2013 Peter Craigie Memorial Lecture - Singing With Angels: Prayer in the Dead Sea Scrolls
Thursday, October 17, 2013
Why did Jews begin to pray together daily? Prayer as regularized service of the community is one of the profound contributions of Judaism to western civilization, but the origins of Jewish liturgy remain obscure. The most important evidence is to be found among the Dead Sea Scrolls, which include the earliest known collections of Jewish liturgical prayers. Falk explores the significance of these prayers for understanding the distinctive religious life of these particular sectarians, who joined the angels in worship of God and warfare against dark forces, and in their prayer sought to harmonize with God’s created order and rectify disorder. Falk also reflects on what these texts reveal of trends in early Jewish prayer and piety more broadly.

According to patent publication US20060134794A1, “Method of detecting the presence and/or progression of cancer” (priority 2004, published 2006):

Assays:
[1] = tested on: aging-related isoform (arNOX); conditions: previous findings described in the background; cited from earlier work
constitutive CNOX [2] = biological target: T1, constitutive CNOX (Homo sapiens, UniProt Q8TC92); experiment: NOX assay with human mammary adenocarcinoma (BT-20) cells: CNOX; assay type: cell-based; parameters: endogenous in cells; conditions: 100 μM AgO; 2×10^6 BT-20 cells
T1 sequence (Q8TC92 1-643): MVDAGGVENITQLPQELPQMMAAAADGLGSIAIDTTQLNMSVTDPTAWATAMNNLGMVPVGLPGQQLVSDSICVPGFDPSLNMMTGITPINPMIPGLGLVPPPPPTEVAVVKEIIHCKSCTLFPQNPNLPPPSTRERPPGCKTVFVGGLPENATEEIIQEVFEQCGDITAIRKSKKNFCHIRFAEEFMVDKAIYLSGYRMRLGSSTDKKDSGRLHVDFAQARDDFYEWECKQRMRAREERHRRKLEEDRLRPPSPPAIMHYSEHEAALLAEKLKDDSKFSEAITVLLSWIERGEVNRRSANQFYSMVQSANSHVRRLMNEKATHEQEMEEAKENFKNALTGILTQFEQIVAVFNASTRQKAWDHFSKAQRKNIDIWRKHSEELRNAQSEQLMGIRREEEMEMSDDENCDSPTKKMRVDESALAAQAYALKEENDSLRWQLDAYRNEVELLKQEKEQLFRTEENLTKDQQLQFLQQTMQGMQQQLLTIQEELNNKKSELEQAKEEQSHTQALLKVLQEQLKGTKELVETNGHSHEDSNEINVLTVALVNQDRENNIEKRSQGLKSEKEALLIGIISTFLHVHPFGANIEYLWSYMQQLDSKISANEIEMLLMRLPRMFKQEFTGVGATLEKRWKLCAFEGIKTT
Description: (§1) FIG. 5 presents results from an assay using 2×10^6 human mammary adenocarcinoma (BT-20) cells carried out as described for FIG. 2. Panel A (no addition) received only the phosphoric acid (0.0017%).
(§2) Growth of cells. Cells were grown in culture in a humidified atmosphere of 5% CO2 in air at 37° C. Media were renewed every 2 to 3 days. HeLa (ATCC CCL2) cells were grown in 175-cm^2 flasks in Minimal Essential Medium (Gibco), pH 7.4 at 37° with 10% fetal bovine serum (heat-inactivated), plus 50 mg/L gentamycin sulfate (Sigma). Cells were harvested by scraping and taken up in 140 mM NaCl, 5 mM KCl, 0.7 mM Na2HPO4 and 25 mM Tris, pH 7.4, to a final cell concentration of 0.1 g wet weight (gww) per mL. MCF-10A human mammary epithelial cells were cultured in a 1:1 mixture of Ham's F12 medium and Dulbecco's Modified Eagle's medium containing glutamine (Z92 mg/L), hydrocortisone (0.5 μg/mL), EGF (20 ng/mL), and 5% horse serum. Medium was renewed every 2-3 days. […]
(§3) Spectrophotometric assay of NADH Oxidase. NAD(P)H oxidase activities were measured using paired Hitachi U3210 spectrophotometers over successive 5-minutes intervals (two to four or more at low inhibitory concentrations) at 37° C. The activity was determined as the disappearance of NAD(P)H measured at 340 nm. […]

DANIEL K. FALK is Professor of Ancient Judaism and Biblical Studies at the University of Oregon. A scholar of ancient Jewish literature and history, his research focuses on the formation of sectarian religious communities, prayer and liturgy and the interpretation of scriptures. He is a member of the International Team of Editors of the Dead Sea Scrolls and serves on the editorial boards of the International Organization for Qumran Studies and the Journal for the Study of the New Testament. Falk is the author of Daily, Sabbath, and Festival Prayers in the Dead Sea Scrolls (Brill, 1998), Parabiblical Texts: Strategies for Extending the Scriptures in the Dead Sea Scrolls (T&T Clark/Continuum, 2007), numerous articles, and is co-editor of six books, including a 3-volume series on the history of penitential prayer entitled Seeking the Favor of God (SBL/Brill, 2006-2008).
Read more about Dr. Falk's lecture here.